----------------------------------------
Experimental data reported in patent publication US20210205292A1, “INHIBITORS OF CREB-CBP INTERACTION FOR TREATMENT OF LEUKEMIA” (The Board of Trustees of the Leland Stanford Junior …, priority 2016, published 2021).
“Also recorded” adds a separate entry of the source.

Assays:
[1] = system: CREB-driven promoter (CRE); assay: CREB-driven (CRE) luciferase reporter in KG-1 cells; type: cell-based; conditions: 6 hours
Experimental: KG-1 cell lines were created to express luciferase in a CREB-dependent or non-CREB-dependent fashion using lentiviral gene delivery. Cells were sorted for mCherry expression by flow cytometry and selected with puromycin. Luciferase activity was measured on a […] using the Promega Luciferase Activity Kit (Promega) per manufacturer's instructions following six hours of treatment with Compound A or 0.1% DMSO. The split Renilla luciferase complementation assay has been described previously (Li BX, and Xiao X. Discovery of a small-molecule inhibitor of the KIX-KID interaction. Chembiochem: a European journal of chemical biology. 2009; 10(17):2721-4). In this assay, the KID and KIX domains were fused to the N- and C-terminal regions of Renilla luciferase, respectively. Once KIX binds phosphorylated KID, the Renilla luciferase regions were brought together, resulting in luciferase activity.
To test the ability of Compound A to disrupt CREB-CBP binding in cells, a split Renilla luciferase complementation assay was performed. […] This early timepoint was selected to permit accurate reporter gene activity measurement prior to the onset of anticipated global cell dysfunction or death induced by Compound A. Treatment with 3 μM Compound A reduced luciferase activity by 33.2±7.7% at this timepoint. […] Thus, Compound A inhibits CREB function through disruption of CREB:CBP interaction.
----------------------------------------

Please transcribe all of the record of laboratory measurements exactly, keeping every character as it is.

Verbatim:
Experimental data reported in patent publication US20210205292A1, “INHIBITORS OF CREB-CBP INTERACTION FOR TREATMENT OF LEUKEMIA” (The Board of Trustees of the Leland Stanford Junior …, priority 2016, published 2021).
“Also recorded” adds a separate entry of the source.

Assays:
[1] = system: CREB-driven promoter (CRE); assay: CREB-driven (CRE) luciferase reporter in KG-1 cells; type: cell-based; conditions: 6 hours
Experimental: KG-1 cell lines were created to express luciferase in a CREB-dependent or non-CREB-dependent fashion using lentiviral gene delivery. Cells were sorted for mCherry expression by flow cytometry and selected with puromycin. Luciferase activity was measured on a […] using the Promega Luciferase Activity Kit (Promega) per manufacturer's instructions following six hours of treatment with Compound A or 0.1% DMSO. The split Renilla luciferase complementation assay has been described previously (Li BX, and Xiao X. Discovery of a small-molecule inhibitor of the KIX-KID interaction. Chembiochem: a European journal of chemical biology. 2009; 10(17):2721-4). In this assay, the KID and KIX domains were fused to the N- and C-terminal regions of Renilla luciferase, respectively. Once KIX binds phosphorylated KID, the Renilla luciferase regions were brought together, resulting in luciferase activity.
To test the ability of Compound A to disrupt CREB-CBP binding in cells, a split Renilla luciferase complementation assay was performed. […] This early timepoint was selected to permit accurate reporter gene activity measurement prior to the onset of anticipated global cell dysfunction or death induced by Compound A. Treatment with 3 μM Compound A reduced luciferase activity by 33.2±7.7% at this timepoint. […] Thus, Compound A inhibits CREB function through disruption of CREB:CBP interaction.